Africa has a way of eating time away. For a westener it seems at times that things take forever to happen here, but as I look back on the past two months and wonder where all the time went. I can hardly believe that I just have seven days left. The children are getting excited for the up coming holiday. Both the teachers and the children are begging me to stay. And now that I'm about to leave the teachers are finding work for me to do if I were staying for the next few months. Probably the hardest thing has been explaining to the children that I'm leaving next week. I always believe in being honest with children, not matter how difficult it is. Some of the older ones are disappointed. They have so many people who come for a short time then leave. To them it feels like no one ever stays. One girl put it perfectly she said "Uh, but its not fair." She is absolutly right it isn't fair to build a relationship with them only to leave, and most volunteers are never heard from again. The younger children don't really understand yet. Right now I'm not sure what's instore for me, I'm just focusing on loving these precious treasures while I can.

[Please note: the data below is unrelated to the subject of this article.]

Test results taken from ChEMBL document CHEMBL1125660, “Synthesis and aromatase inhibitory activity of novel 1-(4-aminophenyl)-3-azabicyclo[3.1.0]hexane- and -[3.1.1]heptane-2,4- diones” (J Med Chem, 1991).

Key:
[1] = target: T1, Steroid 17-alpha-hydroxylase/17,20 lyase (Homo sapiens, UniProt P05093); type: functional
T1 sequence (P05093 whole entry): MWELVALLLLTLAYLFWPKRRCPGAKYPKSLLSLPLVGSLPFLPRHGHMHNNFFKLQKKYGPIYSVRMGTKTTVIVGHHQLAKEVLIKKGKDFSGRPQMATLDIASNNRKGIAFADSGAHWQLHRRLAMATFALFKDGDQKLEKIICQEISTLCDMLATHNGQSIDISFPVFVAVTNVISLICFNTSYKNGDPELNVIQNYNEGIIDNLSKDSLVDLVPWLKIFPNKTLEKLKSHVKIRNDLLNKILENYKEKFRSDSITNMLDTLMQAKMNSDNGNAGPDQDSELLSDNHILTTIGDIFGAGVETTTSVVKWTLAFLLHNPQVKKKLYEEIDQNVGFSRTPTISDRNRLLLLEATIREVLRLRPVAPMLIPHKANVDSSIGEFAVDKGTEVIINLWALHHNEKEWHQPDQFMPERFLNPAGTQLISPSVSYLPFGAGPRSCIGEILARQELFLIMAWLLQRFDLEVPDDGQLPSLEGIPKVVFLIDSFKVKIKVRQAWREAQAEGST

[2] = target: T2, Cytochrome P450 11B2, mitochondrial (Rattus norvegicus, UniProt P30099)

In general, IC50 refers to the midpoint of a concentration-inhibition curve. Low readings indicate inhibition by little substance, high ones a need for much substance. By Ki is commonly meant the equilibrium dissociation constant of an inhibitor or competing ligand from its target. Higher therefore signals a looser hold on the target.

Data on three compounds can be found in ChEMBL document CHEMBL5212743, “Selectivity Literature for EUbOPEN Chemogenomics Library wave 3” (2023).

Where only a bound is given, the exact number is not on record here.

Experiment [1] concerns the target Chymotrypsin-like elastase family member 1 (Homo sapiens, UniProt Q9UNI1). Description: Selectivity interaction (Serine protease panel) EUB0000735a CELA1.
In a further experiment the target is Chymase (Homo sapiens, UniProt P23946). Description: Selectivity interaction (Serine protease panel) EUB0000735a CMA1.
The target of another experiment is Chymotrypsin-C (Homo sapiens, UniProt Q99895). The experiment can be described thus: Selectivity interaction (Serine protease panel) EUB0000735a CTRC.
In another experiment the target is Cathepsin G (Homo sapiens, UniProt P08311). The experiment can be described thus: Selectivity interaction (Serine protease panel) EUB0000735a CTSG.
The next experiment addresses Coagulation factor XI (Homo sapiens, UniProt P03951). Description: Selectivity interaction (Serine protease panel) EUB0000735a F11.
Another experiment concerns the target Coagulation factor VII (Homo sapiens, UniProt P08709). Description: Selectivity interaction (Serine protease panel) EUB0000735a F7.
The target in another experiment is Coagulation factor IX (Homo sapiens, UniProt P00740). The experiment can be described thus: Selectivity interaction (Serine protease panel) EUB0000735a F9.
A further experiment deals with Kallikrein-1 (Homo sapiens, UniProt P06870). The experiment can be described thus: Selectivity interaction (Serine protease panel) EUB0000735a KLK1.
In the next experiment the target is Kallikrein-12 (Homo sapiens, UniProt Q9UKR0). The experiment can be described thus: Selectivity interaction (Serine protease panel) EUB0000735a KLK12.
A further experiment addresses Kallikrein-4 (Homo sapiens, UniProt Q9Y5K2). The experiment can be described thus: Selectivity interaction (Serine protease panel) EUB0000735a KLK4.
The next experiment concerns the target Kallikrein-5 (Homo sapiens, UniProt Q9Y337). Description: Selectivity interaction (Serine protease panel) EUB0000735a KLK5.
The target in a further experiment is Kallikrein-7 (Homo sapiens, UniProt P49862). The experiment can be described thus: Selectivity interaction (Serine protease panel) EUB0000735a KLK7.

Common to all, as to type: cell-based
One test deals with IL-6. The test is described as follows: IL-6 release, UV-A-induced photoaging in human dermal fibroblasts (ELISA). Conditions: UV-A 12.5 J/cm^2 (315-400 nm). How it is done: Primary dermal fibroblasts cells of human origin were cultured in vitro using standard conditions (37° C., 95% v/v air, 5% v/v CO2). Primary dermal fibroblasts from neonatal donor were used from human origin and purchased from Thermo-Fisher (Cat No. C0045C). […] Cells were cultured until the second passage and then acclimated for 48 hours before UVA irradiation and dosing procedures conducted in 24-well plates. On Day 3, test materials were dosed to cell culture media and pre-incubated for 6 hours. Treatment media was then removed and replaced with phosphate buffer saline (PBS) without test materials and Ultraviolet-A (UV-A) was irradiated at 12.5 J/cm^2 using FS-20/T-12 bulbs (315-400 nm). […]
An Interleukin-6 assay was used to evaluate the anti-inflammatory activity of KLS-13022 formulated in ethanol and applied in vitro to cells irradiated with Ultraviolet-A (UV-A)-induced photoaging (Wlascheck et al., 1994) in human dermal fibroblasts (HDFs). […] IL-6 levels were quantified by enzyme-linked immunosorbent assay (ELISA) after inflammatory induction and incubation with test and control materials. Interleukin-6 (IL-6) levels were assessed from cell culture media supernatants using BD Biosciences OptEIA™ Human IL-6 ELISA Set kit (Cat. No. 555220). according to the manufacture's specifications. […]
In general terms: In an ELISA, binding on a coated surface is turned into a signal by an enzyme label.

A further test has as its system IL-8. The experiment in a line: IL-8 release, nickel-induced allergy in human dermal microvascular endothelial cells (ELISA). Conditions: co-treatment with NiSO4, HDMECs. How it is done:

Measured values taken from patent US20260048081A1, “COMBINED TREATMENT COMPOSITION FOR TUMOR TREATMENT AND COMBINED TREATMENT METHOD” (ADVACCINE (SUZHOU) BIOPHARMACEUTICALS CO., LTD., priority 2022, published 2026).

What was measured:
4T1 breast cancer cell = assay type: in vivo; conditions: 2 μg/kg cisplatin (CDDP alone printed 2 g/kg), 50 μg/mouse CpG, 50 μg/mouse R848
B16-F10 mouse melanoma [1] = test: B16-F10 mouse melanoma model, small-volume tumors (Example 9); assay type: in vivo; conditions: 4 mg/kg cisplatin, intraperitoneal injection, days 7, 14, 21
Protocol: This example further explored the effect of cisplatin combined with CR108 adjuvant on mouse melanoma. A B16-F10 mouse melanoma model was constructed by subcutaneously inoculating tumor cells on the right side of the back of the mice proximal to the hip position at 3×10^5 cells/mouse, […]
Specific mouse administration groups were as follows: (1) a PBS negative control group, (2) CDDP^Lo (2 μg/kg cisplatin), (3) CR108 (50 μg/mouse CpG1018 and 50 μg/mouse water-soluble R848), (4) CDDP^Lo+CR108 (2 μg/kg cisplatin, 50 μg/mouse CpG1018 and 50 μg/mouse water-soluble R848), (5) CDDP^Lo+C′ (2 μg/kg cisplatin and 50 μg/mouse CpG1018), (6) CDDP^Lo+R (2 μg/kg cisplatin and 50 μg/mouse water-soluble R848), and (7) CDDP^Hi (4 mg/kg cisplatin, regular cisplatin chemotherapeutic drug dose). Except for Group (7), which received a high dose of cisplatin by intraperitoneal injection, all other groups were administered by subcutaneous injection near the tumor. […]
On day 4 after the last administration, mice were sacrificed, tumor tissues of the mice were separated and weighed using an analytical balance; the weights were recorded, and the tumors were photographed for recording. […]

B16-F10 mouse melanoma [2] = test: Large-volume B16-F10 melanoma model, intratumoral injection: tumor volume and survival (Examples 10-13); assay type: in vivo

Once I'm home I'll post pictures. The internet is too slow here, it seems to take forever just to post one picture.

Saturday, July 17, 2010

I'm Still Here

We have been without internet for almost two weeks. It is amazing the things you can live without when they are just not there. It is a little sad though the only truly personal message was from my mother, but she is also the only person that I’ve really written.